A Conversation with RCM’s Recruitment & Admission Committee Co-Chairs
 

A Conversation with Dave Carter and Tom Gale:

Dave Carter

WAVES:  Why is recruitment of new Rotarians important?

 

Tom:  Today we are a great club with 360 Rotarians-- quality people from quality organizations.  However, every year we have attrition of about 10% because people move, change jobs, retire, etc. This means that to stay even, we need to bring in about 40 new members annually. It is also important to remember    that Rotary membership is by invitation only. Each of us is in the club today because someone made the effort to extend the invitation.  Your invitation is the only means we have to build our membership—and to keep our club strong.

 

WAVES:  Some members have told us that they are unsure about the type of member that Rotary wants. What would you tell them?

Dave:  Look for quality people from quality organizations with emphasis on members of the business community.  Focus on people who have demonstrated leadership in their profession and in the community. Some may be senior leaders; others are on their way to executive positions within their organizations.

 

In considering candidates for membership, I’d suggest you ask yourself five questions:

  • Do I consider them a leader in their profession?
  • Do they hold a leadership position, or are they seen as rising leaders, in their organization?
  • Do they have a demonstrated interest in finding ways to make a difference in the community?
  • Would my fellow Rotarians and I enjoy sharing lunch with them on Tuesdays?
  • Can their organization properly support their membership, both in terms of time and financial support?

 

Our committee considers each application to be unique. So if a Rotarian would like to propose an individual for membership that may not meet the suggested criteria, please discuss it with us... Call someone on the committee or Mary McCormick.

 

WAVES:  Are you looking for individuals from any particular sector?

 

Tom:  We’d like to have a mix of large and small companies as well a mix of industries and professions. We are currently emphasizing recruitment in fields of telecommunications, construction, technology, banking, manufacturing, health care, retail and transportation. 

 

WAVES:  Does the Club have any diversity goals?

 

Dave:  We don’t have a numerical goal per se, but we are committed to increasing our ethnic diversity and bringing more women into the club.

 

WAVES:  Do you have any suggestions about what to say when telling a potential member about the Club?

 

Tom:  It is always good to start with why you belong to Rotary and the personal value if offers you. A recent survey of our members asked what they say about Rotary. Several common themes emerged and they are all appropriate to share with a prospective member:

  1. Rotary is a group of dynamic leaders that can make things happen in Milwaukee. The people in Rotary are active, involved and good people to know.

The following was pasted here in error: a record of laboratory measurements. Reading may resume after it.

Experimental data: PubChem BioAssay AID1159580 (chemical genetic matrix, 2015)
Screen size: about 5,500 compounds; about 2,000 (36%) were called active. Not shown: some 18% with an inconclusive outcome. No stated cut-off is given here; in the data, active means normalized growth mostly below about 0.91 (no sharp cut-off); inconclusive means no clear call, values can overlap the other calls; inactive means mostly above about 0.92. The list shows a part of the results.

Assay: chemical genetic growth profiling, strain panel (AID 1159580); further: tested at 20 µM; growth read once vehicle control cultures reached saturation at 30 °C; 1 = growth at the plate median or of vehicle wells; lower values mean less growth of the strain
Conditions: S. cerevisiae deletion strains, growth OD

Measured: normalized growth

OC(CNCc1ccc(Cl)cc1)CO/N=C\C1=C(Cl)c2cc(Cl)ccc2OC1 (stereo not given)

2. Rotary offers the chance to build relationships, enjoy great programs each week and make a difference in the community.
  3. As a Rotarian, you are welcome at any of the 34,000 clubs around the world—a great opportunity for international networking, a bonus for those who travel for business or pleasure.
  4. Rotary offers exposure to a diverse representation of our business, professional and community leaders and provides the chance to explore new ways to make the world a better place.
  5. There is a strong connection to leadership in the community.

The Four-Way Test and the members’ dedication to this fundamental set of values sets Rotary apart.

 

WAVES:  Once I have a prospective member in mind, what should I do?

 

Dave: Recruiting is easy. The first step is to invite the person to lunch. (See the seven steps for recruiting at the bottom of the page.)

 

WAVES:  Any final thoughts?

 

Tom:    Who do you know who would make good Rotarians?  Take a look through your LinkedIn contacts…think of the people who serve on community boards alongside you… think of friends and colleagues.

 

Ask them to consider our outstanding club.  Please bring them to a luncheon to observe what the "Rotary experience" may mean to them personally.  And remember, there is no charge to bring a prospective member to lunch—it is on the “house.”

 

Recruiting New Members

  1. Invite the prospect to lunch - remember, there is no charge for a prospective member!
  2. If the guest is interested in membership, request that the office send information to the prospect. (Membership packet includes background of Rotary and history of our club, financial and other obligations of membership, and a membership application.)
  3. The prospective member returns the membership application to the proposer, who submits the membership proposal form to the office.
  4. The Recruitment & Admission Committee reviews all applications. The committee may approve, decline, or request more information.
  5. Then, approved membership proposals go to the Board for its approval.
  6. The names of proposed members are published in the weekly update.
  7. The new members are introduced at a Tuesday lunch.